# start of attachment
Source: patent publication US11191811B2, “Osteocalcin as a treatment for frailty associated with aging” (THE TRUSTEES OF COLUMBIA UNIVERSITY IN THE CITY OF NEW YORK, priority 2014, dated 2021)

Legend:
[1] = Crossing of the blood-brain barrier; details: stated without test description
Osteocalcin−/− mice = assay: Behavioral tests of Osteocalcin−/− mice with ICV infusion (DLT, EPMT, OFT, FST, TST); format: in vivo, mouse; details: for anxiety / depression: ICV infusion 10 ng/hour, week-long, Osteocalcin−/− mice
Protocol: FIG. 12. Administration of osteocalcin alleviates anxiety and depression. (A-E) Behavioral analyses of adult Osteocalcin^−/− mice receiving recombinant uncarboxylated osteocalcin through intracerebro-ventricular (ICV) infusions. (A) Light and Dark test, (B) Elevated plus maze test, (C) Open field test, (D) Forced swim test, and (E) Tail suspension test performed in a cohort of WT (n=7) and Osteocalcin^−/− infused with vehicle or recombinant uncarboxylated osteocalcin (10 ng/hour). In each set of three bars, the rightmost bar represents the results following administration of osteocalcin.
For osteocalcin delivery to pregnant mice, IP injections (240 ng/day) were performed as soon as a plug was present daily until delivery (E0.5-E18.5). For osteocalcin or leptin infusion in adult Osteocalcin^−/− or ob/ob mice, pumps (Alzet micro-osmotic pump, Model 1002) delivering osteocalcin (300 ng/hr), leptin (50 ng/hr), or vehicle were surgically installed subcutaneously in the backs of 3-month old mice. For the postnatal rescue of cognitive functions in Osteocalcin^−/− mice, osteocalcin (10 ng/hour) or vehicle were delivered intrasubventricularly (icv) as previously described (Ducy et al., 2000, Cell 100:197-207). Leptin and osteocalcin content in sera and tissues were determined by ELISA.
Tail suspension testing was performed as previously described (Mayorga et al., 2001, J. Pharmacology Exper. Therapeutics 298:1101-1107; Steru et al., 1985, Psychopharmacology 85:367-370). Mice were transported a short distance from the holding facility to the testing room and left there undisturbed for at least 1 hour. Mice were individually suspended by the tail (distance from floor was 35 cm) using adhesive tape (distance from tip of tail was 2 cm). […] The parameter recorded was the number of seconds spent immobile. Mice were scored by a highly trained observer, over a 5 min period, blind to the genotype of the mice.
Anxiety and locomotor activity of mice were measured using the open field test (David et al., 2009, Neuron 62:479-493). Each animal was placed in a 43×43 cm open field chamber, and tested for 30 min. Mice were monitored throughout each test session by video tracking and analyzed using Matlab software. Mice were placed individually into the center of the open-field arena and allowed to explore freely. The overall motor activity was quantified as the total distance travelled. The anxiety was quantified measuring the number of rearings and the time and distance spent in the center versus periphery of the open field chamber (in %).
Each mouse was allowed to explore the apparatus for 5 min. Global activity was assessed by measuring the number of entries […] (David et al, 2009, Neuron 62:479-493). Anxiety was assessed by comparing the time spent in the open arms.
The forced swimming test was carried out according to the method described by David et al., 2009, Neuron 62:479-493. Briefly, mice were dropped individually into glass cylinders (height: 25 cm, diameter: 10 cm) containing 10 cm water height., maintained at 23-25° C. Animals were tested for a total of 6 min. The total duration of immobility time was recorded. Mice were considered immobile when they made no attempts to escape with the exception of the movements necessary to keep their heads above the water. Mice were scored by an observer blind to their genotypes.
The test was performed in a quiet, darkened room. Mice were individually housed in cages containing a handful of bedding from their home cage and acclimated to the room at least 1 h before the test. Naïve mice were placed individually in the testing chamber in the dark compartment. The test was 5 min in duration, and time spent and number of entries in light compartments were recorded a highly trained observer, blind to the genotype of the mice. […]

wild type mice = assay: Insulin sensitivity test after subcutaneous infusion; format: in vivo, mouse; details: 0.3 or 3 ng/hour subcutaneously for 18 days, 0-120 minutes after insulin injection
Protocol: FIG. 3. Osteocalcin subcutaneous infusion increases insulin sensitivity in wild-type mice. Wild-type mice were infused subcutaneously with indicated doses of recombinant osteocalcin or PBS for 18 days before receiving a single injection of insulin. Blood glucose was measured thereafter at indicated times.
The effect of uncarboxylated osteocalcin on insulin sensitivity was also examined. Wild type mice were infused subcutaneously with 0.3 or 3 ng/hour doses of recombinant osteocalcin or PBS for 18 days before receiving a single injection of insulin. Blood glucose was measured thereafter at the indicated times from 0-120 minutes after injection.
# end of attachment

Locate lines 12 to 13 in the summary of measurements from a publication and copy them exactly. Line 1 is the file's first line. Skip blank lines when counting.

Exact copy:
wild type mice = assay: Insulin sensitivity test after subcutaneous infusion; format: in vivo, mouse; details: 0.3 or 3 ng/hour subcutaneously for 18 days, 0-120 minutes after insulin injection
Protocol: FIG. 3. Osteocalcin subcutaneous infusion increases insulin sensitivity in wild-type mice. Wild-type mice were infused subcutaneously with indicated doses of recombinant osteocalcin or PBS for 18 days before receiving a single injection of insulin. Blood glucose was measured thereafter at indicated times.